War fears defused for now as North Korea, South Korea strike deal
Having hurtled to the edge of war, the two neighbouring Koreas have made peace.
Seoul: Having hurtled to the edge of war, the two neighbouring Koreas have made peace.
In a deal reached late Monday night after marathon negotiations at “truce village” in the DMZ (demilitarised zone), North and South struck a deal according to which Seoul agreed to turn off its anti-Pyongyang propaganda loudspeakers after North expressed “regret” over the death of two South Korean soldiers in a landmine blast.
Though, South had demanded an apology from North, Pyongyang refused to accept any role in the Aug 4 landmine blast that killed two soldiers from the neighbouring country.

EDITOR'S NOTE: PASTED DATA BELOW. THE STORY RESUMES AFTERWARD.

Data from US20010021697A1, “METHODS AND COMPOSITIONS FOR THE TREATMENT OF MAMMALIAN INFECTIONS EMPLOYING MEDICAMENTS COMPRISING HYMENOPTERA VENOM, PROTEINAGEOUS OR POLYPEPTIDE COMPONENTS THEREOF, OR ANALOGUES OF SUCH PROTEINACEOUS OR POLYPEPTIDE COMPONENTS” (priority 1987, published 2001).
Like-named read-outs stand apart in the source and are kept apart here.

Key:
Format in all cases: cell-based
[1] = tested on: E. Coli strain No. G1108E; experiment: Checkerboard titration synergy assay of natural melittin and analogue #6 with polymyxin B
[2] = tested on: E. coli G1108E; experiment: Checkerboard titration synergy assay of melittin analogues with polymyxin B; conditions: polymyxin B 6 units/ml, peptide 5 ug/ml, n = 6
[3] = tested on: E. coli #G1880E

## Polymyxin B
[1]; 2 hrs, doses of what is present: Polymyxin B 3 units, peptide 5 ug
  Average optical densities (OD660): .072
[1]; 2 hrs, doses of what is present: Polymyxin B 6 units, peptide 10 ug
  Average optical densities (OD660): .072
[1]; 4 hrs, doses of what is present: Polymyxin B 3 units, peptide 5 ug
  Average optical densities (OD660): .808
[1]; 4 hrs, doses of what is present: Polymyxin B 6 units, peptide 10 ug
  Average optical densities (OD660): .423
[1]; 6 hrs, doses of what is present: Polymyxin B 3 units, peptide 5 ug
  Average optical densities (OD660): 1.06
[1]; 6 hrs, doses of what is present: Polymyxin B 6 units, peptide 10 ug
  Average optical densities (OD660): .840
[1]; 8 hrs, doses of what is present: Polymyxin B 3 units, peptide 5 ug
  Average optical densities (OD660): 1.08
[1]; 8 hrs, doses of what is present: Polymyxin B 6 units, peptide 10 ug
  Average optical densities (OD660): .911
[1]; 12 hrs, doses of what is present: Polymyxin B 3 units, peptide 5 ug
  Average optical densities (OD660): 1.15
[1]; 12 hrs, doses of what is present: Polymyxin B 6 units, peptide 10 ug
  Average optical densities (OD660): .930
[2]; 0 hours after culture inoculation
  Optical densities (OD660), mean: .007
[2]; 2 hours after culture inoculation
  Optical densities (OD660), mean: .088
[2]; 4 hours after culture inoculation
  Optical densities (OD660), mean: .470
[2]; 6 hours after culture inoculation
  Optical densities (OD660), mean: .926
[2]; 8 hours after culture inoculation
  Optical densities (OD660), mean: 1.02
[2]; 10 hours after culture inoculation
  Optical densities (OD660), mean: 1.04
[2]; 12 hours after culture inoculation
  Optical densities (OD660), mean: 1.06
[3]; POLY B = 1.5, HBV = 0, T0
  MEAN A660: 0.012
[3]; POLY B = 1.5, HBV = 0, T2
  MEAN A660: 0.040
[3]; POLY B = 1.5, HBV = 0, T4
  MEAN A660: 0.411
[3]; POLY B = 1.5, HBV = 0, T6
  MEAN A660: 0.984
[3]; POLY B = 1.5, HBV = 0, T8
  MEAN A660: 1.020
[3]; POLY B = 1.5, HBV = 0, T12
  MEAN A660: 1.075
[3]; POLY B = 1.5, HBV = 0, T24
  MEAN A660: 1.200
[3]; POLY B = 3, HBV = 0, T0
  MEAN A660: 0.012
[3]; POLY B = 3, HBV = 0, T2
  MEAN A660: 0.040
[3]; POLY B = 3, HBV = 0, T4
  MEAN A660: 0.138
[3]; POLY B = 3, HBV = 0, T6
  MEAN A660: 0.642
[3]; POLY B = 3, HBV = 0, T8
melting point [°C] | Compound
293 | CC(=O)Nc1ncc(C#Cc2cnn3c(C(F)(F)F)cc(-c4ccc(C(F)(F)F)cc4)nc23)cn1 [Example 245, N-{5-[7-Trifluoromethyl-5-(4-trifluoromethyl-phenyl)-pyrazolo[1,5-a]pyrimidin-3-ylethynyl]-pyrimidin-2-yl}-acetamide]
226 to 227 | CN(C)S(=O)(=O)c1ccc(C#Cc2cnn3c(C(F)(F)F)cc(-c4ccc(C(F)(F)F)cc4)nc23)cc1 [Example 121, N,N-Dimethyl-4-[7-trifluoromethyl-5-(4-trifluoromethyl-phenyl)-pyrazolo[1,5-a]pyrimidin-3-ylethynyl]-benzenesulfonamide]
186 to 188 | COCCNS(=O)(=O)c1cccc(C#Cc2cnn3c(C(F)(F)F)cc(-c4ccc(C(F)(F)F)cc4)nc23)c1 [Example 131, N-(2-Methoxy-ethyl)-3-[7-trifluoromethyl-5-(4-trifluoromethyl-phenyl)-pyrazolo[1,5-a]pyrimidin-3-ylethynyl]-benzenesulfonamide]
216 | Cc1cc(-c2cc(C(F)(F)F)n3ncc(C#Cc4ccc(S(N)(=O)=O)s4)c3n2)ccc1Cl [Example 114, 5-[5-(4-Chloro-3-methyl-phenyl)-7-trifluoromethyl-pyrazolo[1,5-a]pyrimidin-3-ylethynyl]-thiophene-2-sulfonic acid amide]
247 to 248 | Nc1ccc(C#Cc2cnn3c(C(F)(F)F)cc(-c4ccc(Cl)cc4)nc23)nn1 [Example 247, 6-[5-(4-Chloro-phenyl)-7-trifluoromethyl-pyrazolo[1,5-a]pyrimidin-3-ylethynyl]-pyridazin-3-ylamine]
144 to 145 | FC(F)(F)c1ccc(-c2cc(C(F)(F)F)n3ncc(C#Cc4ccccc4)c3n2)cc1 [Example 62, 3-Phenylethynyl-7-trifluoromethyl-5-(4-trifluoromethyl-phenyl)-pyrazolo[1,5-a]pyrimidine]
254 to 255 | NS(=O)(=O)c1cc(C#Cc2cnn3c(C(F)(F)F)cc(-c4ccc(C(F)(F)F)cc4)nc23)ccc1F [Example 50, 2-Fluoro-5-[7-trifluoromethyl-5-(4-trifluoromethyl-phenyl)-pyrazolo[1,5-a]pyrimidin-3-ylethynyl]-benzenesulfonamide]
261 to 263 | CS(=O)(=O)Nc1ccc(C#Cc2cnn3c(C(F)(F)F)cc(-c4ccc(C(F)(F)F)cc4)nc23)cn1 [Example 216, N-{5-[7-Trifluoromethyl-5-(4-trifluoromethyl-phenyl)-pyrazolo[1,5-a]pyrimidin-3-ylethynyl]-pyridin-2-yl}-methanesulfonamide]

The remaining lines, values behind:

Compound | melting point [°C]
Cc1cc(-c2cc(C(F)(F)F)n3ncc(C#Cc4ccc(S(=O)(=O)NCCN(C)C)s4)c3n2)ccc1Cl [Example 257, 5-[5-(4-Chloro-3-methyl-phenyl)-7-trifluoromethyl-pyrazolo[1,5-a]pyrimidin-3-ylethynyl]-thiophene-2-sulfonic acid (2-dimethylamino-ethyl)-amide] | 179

As per the deal, North Korea which had ordered its troops to be on “war footing”, agreed to end the “semi-state of war” and also expressed regret at the loss of two South Korean soldiers' death.
South Korea, which had begun blaring our loudspeaker propaganda against the North at the border, decided to turn them off at midday on Tuesday (03:00 GMT), the BBC reports.
Both the neighbours have also decided to look forward to resumption of reunions for families separated by the 1950-53 Korean War.
The tensions between the two countries had ratcheted up to a very high level so much so that both were inching closer to war, threatening each other of military action.
The two Koreas have been technically in war since 1950-53 war did not end in a treaty but an armistice.